Roberta Metsola: Maker for Malta and the EPP


Status: 01/18/2022 04:31 a.m

The EU Parliament in Strasbourg is electing the successor to ex-President Sassoli today. The EPP politician Metsola has the best chance of being in office. She is considered smart, self-confident and has already made a name for herself – not only for her country of origin, Malta.

By Jörg Seisselberg, ARD Studio Rome

Europe was right at the beginning: During her time at the university, says Roberta Metsola, she got involved in politics: “I got involved for the first time as a student on campus – where it was about a very fundamental question: Do you want that Your country joins the European Union or should your country stay outside?” You chose the side that was in favor of joining the European Union. Back in 2003, Metsola’s home country of Malta opted for the EU by a slim majority. Almost 20 years later, the former university activist could rise to one of the most important positions in the European Union.

Jorg Seisselberg
ARD-Studio Rom

For the Maltese it would be the crowning glory of a meteoric political career for the time being – and an image boost for her country, writes Maltese blogger and journalist Manuel Delia: “Malta has gotten a very bad reputation in recent years: as a country where journalists are killed and you work with money launderers”. If Metsola were elected, Delia says her presidency could show “that Malta can contribute in a positive way to the European project.”

Clarification in the Caruana Galizia murder case

Politically, Roberta Metsola is a child of the EU bubble in Brussels. After her law degree in Malta – at that time still under her maiden name Tedesco Triccas – she went to Belgium to the College of Europe, became Secretary General of the student organization of the European People’s Party and worked in the Brussels bureaucracy. In 2013, Metsola became a member of the European Parliament for her country’s Nationalist Party.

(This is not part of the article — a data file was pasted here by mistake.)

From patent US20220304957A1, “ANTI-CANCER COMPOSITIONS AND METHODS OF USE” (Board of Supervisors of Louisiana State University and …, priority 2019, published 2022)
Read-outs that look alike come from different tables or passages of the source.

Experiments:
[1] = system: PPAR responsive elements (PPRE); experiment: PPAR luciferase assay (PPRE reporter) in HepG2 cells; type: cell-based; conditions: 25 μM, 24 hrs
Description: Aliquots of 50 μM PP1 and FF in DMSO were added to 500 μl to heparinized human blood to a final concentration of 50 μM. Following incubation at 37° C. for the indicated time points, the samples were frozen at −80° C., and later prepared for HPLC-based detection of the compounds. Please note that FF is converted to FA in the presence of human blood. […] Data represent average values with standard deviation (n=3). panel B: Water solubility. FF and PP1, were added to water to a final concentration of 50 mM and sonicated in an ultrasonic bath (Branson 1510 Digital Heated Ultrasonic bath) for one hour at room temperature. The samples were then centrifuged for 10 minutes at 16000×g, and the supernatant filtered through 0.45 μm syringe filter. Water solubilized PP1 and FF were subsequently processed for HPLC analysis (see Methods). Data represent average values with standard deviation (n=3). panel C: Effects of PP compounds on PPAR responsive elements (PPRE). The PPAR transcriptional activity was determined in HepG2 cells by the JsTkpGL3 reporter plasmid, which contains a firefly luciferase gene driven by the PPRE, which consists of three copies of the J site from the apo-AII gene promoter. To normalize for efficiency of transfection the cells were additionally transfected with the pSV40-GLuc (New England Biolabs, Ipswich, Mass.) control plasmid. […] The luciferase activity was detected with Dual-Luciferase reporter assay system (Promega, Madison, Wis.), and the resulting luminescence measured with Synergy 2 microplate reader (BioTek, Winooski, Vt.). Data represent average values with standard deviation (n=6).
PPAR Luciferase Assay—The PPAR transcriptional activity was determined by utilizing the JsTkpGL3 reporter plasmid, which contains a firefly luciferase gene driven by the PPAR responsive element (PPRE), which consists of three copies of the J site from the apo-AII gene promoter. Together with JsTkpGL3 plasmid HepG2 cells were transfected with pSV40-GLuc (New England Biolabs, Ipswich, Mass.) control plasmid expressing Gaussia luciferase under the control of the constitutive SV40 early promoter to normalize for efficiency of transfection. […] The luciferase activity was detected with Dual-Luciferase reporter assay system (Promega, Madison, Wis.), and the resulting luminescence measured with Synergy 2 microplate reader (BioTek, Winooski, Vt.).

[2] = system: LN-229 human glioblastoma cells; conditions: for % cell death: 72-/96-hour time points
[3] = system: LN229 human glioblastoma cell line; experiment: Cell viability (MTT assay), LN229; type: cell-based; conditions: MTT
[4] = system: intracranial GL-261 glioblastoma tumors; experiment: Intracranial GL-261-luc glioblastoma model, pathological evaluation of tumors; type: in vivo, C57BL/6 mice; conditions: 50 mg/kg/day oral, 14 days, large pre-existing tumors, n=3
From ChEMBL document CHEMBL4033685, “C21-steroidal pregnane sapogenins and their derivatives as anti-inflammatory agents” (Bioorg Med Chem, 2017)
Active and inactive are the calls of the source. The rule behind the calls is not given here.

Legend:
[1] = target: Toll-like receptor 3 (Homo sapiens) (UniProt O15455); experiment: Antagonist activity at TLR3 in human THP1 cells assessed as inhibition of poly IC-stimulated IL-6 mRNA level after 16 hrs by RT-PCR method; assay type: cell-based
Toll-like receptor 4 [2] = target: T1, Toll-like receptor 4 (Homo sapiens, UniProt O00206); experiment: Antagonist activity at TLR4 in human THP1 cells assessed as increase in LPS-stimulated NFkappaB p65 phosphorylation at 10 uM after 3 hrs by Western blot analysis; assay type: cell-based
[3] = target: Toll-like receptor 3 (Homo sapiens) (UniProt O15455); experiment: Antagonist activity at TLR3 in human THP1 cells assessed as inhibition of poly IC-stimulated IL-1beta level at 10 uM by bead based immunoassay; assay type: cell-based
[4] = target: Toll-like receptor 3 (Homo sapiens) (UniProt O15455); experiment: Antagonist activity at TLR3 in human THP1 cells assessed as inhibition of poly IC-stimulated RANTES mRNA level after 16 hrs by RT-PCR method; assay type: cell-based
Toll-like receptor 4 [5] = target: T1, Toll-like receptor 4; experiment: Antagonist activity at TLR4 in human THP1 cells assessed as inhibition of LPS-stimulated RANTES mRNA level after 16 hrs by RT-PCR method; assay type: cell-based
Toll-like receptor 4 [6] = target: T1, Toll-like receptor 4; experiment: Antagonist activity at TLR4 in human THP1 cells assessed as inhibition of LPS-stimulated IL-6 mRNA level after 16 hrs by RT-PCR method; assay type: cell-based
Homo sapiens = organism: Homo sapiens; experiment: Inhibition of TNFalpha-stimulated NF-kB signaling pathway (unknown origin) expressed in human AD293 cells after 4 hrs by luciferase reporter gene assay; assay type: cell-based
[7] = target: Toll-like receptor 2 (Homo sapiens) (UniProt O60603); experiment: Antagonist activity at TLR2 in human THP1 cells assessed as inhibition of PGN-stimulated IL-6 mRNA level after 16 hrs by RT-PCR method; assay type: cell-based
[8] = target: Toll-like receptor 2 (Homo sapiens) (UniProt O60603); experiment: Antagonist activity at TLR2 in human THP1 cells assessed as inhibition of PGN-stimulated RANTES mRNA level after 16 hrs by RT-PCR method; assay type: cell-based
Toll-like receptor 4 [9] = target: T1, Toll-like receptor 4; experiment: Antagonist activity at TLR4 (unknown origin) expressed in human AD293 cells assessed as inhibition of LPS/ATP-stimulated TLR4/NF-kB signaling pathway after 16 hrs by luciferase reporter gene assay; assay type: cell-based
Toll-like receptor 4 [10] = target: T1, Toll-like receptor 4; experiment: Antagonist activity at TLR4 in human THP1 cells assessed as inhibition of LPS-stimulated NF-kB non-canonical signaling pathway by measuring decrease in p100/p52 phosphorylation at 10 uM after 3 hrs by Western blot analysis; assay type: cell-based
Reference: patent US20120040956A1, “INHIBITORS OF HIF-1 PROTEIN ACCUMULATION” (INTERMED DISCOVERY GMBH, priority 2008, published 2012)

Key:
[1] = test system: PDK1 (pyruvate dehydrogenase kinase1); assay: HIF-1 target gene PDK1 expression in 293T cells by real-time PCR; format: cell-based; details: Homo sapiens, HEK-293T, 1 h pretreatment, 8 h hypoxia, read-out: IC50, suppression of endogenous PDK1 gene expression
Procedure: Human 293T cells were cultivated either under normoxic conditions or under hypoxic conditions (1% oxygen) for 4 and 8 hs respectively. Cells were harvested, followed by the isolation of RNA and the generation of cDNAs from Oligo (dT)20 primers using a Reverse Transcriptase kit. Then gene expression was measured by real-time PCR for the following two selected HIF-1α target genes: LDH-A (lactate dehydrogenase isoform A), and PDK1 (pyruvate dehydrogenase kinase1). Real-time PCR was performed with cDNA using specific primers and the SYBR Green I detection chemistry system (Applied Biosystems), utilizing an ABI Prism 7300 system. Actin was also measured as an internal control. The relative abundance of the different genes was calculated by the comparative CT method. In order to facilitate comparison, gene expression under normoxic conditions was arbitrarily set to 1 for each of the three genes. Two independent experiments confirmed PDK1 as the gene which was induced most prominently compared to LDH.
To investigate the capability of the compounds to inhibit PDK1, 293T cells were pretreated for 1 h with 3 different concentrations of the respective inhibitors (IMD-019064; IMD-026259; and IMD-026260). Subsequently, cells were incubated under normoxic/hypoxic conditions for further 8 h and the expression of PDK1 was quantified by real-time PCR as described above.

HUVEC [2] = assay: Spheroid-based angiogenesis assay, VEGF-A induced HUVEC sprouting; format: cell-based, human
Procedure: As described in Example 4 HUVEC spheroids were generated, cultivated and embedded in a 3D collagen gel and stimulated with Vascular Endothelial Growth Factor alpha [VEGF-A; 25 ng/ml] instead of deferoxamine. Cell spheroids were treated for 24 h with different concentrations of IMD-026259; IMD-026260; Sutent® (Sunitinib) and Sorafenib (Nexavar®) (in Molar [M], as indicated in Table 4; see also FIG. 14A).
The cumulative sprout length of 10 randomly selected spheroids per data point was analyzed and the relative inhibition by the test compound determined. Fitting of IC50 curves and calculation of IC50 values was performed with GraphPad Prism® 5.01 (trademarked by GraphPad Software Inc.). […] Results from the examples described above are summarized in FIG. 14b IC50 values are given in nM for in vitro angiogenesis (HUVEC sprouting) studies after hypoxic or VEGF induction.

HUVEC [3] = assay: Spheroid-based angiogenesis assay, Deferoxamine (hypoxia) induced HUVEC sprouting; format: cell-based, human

Four years later, the conservative politician was in the limelight when she demanded an uncompromising clarification in Brussels after the murder of her compatriot, the journalist Daphne Caruana Galizia: “Our message today is clear: those responsible for the murder of Daphne Caruana Galizia those who let it happen, who tried to cover it up, must be brought to justice.” No one should go unpunished and it must be prevented “that something like this can ever happen again.”

Metsola, blogger Delia says, was close to the Caruana Galizia family and helped to advance the investigation. It has also become popular in Malta: “The European Parliament was perhaps the first international institution to get involved in the processing of the case.” Metsola has been part of many EU delegations to Malta that have exerted pressure. Ultimately, Delia says, this led to the resignation of then Prime Minister Joseph Muscat.

Christian Democrat with both-and positions

Metsola defines herself politically as a Christian Democrat, she is considered smart and self-confident. Apart from the Caruana Galizia case, she has been involved in Brussels on the issues of migration and civil rights, among other things – happily with both/and positions: For more legal access to the EU, but for a hard line against illegal immigration; Liberal for more rights for gay, bisexual and transgender people, conservative against relaxing abortion laws.

The MEP also has Europe at home: she is married to the Finn Ukko Metsola, who was also active in the European People’s Party and now works in Brussels for a lobby organization for the cruise industry. Together they have four sons. “I try to make sure they feel Maltese as well as Finnish,” says Metsola, revealing: “In the kitchen, my husband is very good – and when he cooks, there are Finnish things.”

Should Metsola be elected in Strasbourg today, she would be the first woman to hold the highest office in the EU Parliament in 20 years – since Frenchwoman Nicole Fontaine. And: Roberta Metsola would be the youngest. The Maltese turns 43 today.

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